Thursday, April 19, 2007
As you know, Howie Kendrick has been placed on the DL, and is not expected back in the lineup for four to six weeks.
Howie is one of the only guys in the lineup who had his bat going, hitting 327/365/490 in his 14 games. He had made three errors at second, but otherwise was settling into a regular role somewhat nicely.
It is unclear what the Angels will do in Howie's absence, but we may be as close as one week away from Legs Figgins making his first appearance of the season, which will simplify matters; Figgins can return to third and send Maicer Izturis over to second, or vice versa.
What to do for the next week (or possibly beyond, if Figgins isn't able to come back in time)? The current on-roster solution would be to put Erick Aybar there. Aybar has plenty of defensive skills at short, but isn't as familiar with second. That's a frequent conversion, of course, but we don't know how skilled he may be on the pivot.
Another solution would be to bring up someone from the minors; Brandon Wood (off to an okay 293/373/534 in 58 at-bats at AAA, but with 18 strikeouts) could come up to play third (once again moving Ztu to the keystone) or Kendry Morales (314/340/412 in 51 AB) could come up to DH, moving Robb Quinlan and Shea Hillenbrand into some kind of timeshare at third.
I don't really know what solution is more promising. I don't think either Wood or Aybar are particularly ready to hit in the majors, and Kendry's not off to a stirring start in the minors (though it's only been a couple of weeks, so it's too early to draw conclusions off of that), but the recent offensive ineptitude may lead to Wood or Morales getting the call just because things can't get worse. Both of those guys are capable of getting off to the hot start that Mike Napoli did last year, which would be a nice kick in the pants to a dormant lineup.
Under normal circumstances, I'd say just put Aybar there for a week and see what he can do. But with Maicer Izturis batting in the third spot, this is a lineup completely devoid of punch, just waiting to string single after single together to scratch together runs. Even if Vlad returns tomorrow and healthy, he can only bat when he comes up. So I wouldn't be surprised to see Wood or Morales get the call.
It would be churlish to blame John Lackey for the loss yesterday, but he did do some things to annoy me. He did struggle to locate his fastball from time to time, but was mostly getting good results from it, it seemed to me, so you can imagine my frustration when he kept slurving and slurving when he got in trouble.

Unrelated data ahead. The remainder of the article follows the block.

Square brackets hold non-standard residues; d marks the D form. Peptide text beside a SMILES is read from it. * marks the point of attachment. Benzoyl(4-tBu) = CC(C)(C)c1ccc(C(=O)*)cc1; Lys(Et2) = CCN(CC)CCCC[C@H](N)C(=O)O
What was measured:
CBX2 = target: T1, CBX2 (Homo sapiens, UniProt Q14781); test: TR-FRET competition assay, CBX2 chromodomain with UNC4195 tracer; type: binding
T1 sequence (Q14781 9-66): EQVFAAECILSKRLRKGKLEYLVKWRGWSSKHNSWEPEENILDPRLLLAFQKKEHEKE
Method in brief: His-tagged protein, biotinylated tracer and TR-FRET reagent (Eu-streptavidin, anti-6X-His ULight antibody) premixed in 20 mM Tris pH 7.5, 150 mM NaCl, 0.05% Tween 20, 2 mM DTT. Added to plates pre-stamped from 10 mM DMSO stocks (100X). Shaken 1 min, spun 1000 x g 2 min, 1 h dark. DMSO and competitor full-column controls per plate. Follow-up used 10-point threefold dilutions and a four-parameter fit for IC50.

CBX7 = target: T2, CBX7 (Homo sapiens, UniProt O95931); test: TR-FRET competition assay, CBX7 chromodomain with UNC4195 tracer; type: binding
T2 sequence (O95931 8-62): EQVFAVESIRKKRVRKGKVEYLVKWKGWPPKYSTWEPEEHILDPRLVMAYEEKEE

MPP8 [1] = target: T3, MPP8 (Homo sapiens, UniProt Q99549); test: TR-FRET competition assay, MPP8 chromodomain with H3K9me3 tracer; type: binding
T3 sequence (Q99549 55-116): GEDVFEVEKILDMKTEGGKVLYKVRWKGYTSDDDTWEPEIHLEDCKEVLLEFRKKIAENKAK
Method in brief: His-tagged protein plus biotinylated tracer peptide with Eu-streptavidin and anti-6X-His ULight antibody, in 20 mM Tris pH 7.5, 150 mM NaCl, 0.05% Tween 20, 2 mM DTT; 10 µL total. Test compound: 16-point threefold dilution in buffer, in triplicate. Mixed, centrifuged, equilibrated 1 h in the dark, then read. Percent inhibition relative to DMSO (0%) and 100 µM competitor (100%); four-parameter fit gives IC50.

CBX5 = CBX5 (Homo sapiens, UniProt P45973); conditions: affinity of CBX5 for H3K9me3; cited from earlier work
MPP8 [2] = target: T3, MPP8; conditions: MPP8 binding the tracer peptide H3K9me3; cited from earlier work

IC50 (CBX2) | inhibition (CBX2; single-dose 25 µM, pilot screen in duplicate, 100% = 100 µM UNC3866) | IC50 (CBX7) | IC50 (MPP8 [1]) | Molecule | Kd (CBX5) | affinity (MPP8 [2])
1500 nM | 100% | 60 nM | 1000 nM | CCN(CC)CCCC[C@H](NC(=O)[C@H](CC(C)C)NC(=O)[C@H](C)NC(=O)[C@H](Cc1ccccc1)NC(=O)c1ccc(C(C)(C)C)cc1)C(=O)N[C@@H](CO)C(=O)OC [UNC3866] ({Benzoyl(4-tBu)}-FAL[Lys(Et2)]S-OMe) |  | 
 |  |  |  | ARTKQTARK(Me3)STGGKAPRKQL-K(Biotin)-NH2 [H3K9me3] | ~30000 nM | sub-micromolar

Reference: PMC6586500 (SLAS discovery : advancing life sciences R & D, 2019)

(I don't know what to call that pitch. John called it a slider when he came up, even though it looks just like a curveball, just with a little bit of sweep to it. The announcers always called it a curveball, and last year in an interview Lackey referred to a curve and slider separately. I think the "slider" is some kind of cut fastball, I don't know; he doesn't seem to throw that one so much. So I'm calling his big breaking pitch a slurve. And you can't stop me.)
He had Shannon Stewart down 0-2 in the third, with no outs and runners on first and second, and slurved him to first base to load the bag. He did get Nick Swisher to ground into a forceout on the slurve, and then mislocated his fastball to allow a hit to Eric Chavez. But I thought the appearance against Stewart caused the trouble.
That didn't bother me so much as in the fifth, when Nick Swisher came up again, this time with a runner on second and two outs. Since he had got him with the slurve in his previous AB, Lackey went to it again, and got a couple over for a 1-2 count. I was hoping he's show Swisher the change away and bust him back inside with the fastball if necessary, but instead he kept throwing that slurve inside. He missed the strike zone three straight times, which brought up Eric Chavez.
So what does he do with Chavez? Slurve inside corner that Chavez wants nothing of, slurve for a ball, fastball way up and in, and then ... slurve hung inside that Chavez has no trouble timing, as Lackey has thrown like 45 straight of 'em before that meaningless fastball, line drive, base hit, run scored.
Lackey has that nice change-up against lefties, but he seems to abandon it when he gets in trouble.
Did you ever see the movie of The Hunt for Red October? The US submarines are having a bitch of a time tracking the Soviet sub, Red October, on their sonar, because the Red October has this crazy kind of engine that's hard to detect. But one of the US sonar operators figures out that something his computer is telling him is a "seismic anomaly" is really that crazy kind of engine. He explains that the computer was originally designed to track seismic anomalies (earthquakes), and when it gets confused, as it is by the Red October engine, it "runs back to momma" and declares whatever it's hearing as a seismic anomaly.
Anyway, John Lackey is like that computer. When he gets in trouble, he runs back to momma and throws breaking pitch after breaking pitch. Now, that's a great pitch, and it's his out pitch, and he's a terrific pitcher, but when you overuse it guys get used to it, they're not fooled, they time it, and they take it when it's a ball and hit it when it's a strike. Lackey has to make guys earn their hits more often, I think.
What was Lackey's last pitch of the day? One out, man on first, Nick Swisher up. Well-located fastball down, 4-6-3, and he's out of the inning. He's got to trust in that more often.
But until he gets runs, it ain't gonna matter.
Labels: a real bummer, Brandon Wood, calamity, Erick Aybar, Howie Kendrick, injury, John Lackey, John Lackey (cowardice of), Kendry Morales, Legs Figgins, Maicer Izturis, Robb Quinlan, Shea Hillenbrand